I. Experience with suits against drug manufacturers

Consider the example of the drugs that transmitted the AIDS virus to many thousands of patients with hemophilia. That was one of the worst drug-related medical disasters in history.

I brought suits on behalf of affected hemophilia patients in Texas and other states in the 1990’s. I also worked on the litigation’s national Plaintiffs Steering Committee.

The suits charged the drug manufacturers with negligence for failing to develop a viral inactivation process before the AIDS epidemic struck and failing to warn patients when they recognized that their drugs were likely to transmit the AIDS virus.

Four large companies manufactured the deadly drugs. They were made from extracts of human plasma.

Incredibly, much of that plasma came from high risk plasma centers located in skid row inner city areas and state and federal prisons (like Angola Prison in Louisiana). “Donors” were attracted by paying them on the order of $10 for a unit of their plasma.

Long before the AIDS epidemic struck, it was well known that drugs made from high risk paid donor plasma were certain to be contaminated with hepatitis B virus if they were not treated with a viral inactivation process.

Despite that risk, the FDA did not require the manufacturers to develop a viral inactivation process and it allowed them to continue obtaining cheap plasma from the world’s highest risk “donors.”

Thomas Drees, a former president of one of the manufacturers later said that officials of the FDA tended to drag their feet and were too chummy with industry. (1)

For the litigation to succeed, it was necessary to present expert witnesses to testify on the key issues. Apart from my work on individual cases, I was chosen by the litigation’s national Plaintiffs Steering Committee to recruit a number of expert witnesses and work with them in preparation for their depositions (which could be used in cases around the country).

The most critical need was for an expert to testify on the technical feasibility of developing a viral inactivation process for hemophilia drugs before the AIDS epidemic began in the 1980’s.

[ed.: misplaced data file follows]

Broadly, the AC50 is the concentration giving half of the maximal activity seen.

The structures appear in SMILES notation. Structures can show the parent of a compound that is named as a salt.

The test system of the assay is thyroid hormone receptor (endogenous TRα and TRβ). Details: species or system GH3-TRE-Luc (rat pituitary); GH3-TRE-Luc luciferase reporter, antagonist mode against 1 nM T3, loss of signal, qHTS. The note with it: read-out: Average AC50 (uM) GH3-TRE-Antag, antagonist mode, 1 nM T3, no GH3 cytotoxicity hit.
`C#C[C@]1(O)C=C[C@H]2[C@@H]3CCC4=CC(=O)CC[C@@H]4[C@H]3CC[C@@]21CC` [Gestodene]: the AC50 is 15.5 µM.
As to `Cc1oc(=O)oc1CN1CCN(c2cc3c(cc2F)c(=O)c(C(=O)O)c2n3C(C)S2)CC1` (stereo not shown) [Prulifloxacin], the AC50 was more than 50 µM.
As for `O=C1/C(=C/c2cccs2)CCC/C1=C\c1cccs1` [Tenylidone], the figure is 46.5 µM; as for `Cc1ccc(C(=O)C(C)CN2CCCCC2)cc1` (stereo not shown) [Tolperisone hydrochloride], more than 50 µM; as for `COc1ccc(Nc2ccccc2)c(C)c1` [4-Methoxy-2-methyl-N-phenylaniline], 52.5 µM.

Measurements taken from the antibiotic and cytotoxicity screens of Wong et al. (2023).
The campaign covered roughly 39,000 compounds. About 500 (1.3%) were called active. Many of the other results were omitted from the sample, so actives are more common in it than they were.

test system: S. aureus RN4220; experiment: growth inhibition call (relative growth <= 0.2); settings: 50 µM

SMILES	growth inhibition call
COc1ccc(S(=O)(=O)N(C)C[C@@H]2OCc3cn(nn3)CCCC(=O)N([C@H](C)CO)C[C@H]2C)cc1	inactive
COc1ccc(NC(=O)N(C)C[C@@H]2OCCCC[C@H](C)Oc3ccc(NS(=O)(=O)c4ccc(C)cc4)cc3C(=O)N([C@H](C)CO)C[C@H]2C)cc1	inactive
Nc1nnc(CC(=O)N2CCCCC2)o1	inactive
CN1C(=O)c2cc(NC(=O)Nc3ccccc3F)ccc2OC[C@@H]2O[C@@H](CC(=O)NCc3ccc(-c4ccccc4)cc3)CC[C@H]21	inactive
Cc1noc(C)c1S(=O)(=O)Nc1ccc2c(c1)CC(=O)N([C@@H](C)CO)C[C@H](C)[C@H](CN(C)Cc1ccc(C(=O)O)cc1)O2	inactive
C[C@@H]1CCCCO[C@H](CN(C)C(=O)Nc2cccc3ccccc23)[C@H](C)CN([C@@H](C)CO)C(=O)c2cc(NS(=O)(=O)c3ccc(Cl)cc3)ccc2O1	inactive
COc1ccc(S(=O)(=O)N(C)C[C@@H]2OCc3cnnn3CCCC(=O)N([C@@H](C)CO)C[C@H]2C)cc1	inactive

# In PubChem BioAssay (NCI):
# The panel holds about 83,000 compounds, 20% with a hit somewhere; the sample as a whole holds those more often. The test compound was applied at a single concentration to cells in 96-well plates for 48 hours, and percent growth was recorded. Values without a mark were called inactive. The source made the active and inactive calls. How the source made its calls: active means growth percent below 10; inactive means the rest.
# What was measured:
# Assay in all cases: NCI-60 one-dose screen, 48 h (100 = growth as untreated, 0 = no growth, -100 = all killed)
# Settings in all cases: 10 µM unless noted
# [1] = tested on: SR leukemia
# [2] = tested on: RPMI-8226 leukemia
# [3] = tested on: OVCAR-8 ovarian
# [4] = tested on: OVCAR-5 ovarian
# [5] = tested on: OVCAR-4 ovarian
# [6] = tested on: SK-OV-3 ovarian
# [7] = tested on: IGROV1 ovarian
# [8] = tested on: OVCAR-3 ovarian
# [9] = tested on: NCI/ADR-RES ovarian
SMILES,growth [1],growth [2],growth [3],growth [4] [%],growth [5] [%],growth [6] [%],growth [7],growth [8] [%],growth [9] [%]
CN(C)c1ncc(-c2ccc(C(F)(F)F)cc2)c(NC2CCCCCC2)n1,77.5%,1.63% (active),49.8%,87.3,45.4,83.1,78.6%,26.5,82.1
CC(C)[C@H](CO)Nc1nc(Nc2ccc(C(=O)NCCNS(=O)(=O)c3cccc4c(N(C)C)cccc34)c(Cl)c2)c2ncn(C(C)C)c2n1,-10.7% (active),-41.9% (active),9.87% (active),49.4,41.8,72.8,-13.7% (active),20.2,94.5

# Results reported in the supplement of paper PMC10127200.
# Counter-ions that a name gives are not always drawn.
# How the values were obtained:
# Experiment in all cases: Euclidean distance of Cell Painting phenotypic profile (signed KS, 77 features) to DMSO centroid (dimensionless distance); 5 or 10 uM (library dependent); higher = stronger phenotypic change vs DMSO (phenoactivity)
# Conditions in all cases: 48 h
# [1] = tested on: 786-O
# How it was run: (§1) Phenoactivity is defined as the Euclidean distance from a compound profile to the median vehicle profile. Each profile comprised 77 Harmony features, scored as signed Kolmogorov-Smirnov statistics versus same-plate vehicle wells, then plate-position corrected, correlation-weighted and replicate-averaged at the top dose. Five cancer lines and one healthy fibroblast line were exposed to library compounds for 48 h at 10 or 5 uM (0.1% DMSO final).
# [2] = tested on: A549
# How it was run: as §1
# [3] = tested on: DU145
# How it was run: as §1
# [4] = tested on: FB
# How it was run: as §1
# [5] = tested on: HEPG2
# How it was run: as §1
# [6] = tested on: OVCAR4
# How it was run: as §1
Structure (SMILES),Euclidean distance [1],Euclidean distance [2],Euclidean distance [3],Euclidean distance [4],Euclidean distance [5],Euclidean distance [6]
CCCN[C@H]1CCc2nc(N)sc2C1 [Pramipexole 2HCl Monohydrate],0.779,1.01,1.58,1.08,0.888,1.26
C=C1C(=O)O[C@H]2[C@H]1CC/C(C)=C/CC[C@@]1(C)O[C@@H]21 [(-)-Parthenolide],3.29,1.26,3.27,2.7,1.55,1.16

After reviewing scientific literature on that subject, I determined that the most distinguished expert we could present on that subject was Frank Putnam, Ph.D., the editor of a five-volume treatise on plasma proteins and a renown member of the National Academy of Sciences.

Dr. Putnam allowed me to present him with scientific literature along with documents from the manufacturers. After many conferences, he agreed to serve as an expert witness.

Dr. Putnam went on to testify that the manufacturers could have used existing technology to develop a viral inactivation process before the AIDS epidemic struck. That testimony helped convince the manufacturers to settle a large number of cases.

In the latter 1990s and 2000s, I also worked on litigation involving the drug, Gammagard, an intravenous immunoglobulin also manufactured from an extract of human plasma. Suits were brought because Gammagard transmitted hepatitis C virus.

The manufacturer was charged with negligence for failing to warn of the hazard and failing to develop a viral inactivation process. I was chosen by the national Gammagard Plaintiffs Steering Committee to recruit and work with expert witnesses. After those expert witnesses were deposed, individual cases were settled on a confidential basis.

II. “A tidal wave of government investigations and civil and criminal lawsuits”

Today, more product liability lawsuits are filed against prescription drug manufacturers than against all other industries combined.

In addition to product liability suits, the drug industry has been hit with what one commentator called “a tidal wave of government investigations and civil and criminal lawsuits.” (2)

The litany of charges includes:

  • illegally overcharging Medicaid and Medicare,

  • paying kickbacks to doctors,

  • engaging in anticompetitive practices, colluding with generic companies to keep generic drugs off the market,

  • illegally promoting drugs for unapproved uses,

  • engaging in misleading direct-to-consumer advertising and

  • covering up evidence. (3)

It is hard to avoid the conclusion that the drug industry puts its aggressive pursuit of profit far above any concern for the health of patients taking its drugs.

The Food and Drug Administration (FDA) should be the protector of the public interest but it has shown itself to be “a servant of the industry it regulates.”

In particular, it has allowed the sale of drugs with uncertain benefits even when there are serious side effects, and worse, it has repeatedly failed to respond promptly to evidence that a drug is dangerous. (4)


1. Shaw D. On The Trail Of Tainted Blood—Hemophiliacs Say U.S.Could Have Prevented Their Contracting Aids. Philadelphia Inquirer. April 16, 1995.

2. Schmit J. More drugs get slapped with lawsuits. USA Today, 8/23/06.

3. Angell M. Your Dangerous Drugstore. NY Review of Books. June 8, 2006.

4. Angell M. FDA: This Agency Can Be Dangerous. NY Review of Books. September 30, 2010.